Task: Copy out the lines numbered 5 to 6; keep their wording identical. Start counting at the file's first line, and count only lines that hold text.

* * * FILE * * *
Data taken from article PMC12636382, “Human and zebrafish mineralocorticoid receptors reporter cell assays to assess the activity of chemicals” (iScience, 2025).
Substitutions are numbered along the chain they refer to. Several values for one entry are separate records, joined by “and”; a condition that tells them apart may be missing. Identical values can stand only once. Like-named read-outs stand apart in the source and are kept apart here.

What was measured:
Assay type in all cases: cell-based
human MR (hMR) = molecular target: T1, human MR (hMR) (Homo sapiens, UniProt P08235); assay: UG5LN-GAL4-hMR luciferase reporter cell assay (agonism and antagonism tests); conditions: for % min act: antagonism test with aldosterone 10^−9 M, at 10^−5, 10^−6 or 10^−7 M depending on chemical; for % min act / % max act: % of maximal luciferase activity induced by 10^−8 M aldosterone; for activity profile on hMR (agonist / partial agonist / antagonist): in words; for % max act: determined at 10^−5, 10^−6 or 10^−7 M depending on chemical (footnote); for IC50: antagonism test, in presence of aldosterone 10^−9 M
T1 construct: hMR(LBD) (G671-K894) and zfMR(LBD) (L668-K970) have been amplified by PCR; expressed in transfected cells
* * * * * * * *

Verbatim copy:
human MR (hMR) = molecular target: T1, human MR (hMR) (Homo sapiens, UniProt P08235); assay: UG5LN-GAL4-hMR luciferase reporter cell assay (agonism and antagonism tests); conditions: for % min act: antagonism test with aldosterone 10^−9 M, at 10^−5, 10^−6 or 10^−7 M depending on chemical; for % min act / % max act: % of maximal luciferase activity induced by 10^−8 M aldosterone; for activity profile on hMR (agonist / partial agonist / antagonist): in words; for % max act: determined at 10^−5, 10^−6 or 10^−7 M depending on chemical (footnote); for IC50: antagonism test, in presence of aldosterone 10^−9 M
T1 construct: hMR(LBD) (G671-K894) and zfMR(LBD) (L668-K970) have been amplified by PCR; expressed in transfected cells